Another potential problem is the omission of the term “diabulimia”. This term is problematic for a number of reasons, not least of which is the fact that diabulimia is not a clinical diagnosis and there is no consensus on the term’s use. Patients, however, identify with it. In a recent study in which women with type 1 diabetes who were in recovery from an eating disorder were asked “what type of eating disorder do you think you had?”, 27.5% believed they had diabulimia, 19.4% believed they had a combination of bulimia and diabulimia, 18.4% believed they had a combination of anorexia and diabulimia, and 28.6% believed that they had a combination of all three conditions (Figure 1; Allan, 2015). Only 4.1% believed they had anorexia nervosa and none reported singular bulimia or EDNOS. This suggests that the patients themselves view the act of insulin omission as behaviourally distinct from binging and purging or restricting. As such, they identify with the term diabulimia and, whether or not clinicians or researchers feel the term is appropriate, this is how patients may present in clinic or at the GP. At the very least, healthcare professionals dealing with eating disorders and type 1 diabetes should be aware and prepared. The inclusion of the term diabulimia in the guidelines would facilitate such awareness and should, therefore, be encouraged.

Alternatively, perhaps it is time that there was some consensus around how we screen, diagnose and treat eating disorders in this population that acknowledges the specific biological and psychological ramifications of type 1 diabetes which are so inherently tied to the development and maintenance of the disorders. Such a nomenclature could then separate this demographic into their own criteria and specify the type of eating disorder by behaviour (e.g. restricting, binging/purging, insulin omission, etc.). This would provide further clarification as to what is needed in terms of treatment and validate patient opinion, while avoiding the problematic term of diabulimia.

Concluding remarks
The addition of type 1 diabetes and insulin omission in such a comprehensive manner to the NICE eating disorder guideline is representative of a cultural shift towards recognising the magnitude of this problem. Mounting political pressure from MPs such as George Howarth and MSPs such as Dennis Robertson, the continued efforts of the charity Diabetics with Eating Disorders, spearheading clinicians such as Professor Janet Treasure and Professor Khalida Ismail, and the emerging support of the larger charities such as Diabetes UK and Beat indicate that we are moving towards a more specialised approach to type 1 diabetes-related eating disorders.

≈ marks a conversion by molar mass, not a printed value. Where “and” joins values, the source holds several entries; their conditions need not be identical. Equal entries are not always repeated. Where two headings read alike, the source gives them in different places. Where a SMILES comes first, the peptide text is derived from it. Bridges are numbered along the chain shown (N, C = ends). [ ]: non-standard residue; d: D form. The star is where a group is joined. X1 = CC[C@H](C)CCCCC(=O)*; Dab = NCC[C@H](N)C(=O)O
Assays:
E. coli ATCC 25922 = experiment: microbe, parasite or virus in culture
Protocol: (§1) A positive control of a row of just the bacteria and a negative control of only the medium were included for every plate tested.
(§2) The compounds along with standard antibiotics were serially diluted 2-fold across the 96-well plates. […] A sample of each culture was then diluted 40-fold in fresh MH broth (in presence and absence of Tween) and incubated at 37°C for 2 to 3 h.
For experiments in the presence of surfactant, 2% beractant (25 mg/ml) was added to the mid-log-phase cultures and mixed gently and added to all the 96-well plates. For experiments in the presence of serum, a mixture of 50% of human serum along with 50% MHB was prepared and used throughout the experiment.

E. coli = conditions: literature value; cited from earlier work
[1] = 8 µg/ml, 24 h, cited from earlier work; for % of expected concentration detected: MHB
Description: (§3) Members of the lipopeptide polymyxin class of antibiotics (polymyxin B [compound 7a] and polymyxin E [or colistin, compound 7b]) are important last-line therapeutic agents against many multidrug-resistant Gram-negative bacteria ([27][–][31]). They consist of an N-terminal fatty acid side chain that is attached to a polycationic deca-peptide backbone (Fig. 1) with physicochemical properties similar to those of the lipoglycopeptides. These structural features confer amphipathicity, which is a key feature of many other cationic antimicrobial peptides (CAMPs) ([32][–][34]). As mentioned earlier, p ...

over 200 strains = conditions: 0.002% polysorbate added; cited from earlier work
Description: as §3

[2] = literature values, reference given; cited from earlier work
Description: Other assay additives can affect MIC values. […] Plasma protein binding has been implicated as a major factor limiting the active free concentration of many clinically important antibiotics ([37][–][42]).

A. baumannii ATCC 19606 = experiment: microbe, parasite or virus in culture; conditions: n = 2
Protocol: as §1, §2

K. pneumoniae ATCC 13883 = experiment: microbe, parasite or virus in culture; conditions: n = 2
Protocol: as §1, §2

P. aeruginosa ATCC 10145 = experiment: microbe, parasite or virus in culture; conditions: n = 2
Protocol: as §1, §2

About the guideline
This article is based on the draft guideline presented for consultation in December 2016. Based on comments from stakeholders, the final guidance, due to be published in May 2017, may differ from the draft.

The full draft guidance can be accessed at: https://www.nice.org.uk/guidance/GID-CGWAVE0703/documents/draft-guideline

REFERENCES:

Allan JA (2015) Understanding poor outcomes in women with type 1 diabetes and eating disorders. Journal of Diabetes Nursing 19: 99–103
Anderson BJ, Vangsness L, Connell A et al (2002) Family conflict, adherence, and glycaemic control in youth with short duration type 1 diabetes. Diabet Med 19: 635–42
Colton PA, Olmsted MP, Daneman D et al (2015) Eating disorders in girls and women with type 1 diabetes: a longitudinal study of prevalence, onset, remission, and recurrence. Diabetes Care 38: 1212–7
Diabetics with Eating Disorders (2010) Best and worst practices. Available at: http://bit.ly/2l87bJY (accessed 28.02.17)
Fairburn CG, Peveler RC, Davies B et al (1991) Eating disorders in young adults with insulin dependent diabetes mellitus: a controlled study. BMJ 303: 17–20
Hastings A, McNamara N, Allan J, Marriott M (2016) The importance of social identities in the management of and recovery from “Diabulimia”: a qualitative exploration. Addict Behav Rep 4: 78–86
Hevelke LK, Albrecht C, Busse-Widmann P et al (2016) Prevalence of disturbed eating behavior in children and adolescents with type 1 diabetes: assessment and comparison to healthy peers – results of a multicenter questionnaire-based study. Psychother Psychosom Med Psychol 66: 128–35 (article in German)
Peveler RC, Fairburn CG (1989) Anorexia nervosa in association with diabetes mellitus – a cognitive-behavioural approach to treatment. Behav Res Ther 27: 95–9
Striegel-Moore RH, Bulik CM (2007) Risk factors for eating disorders. Am Psychol 62: 181–98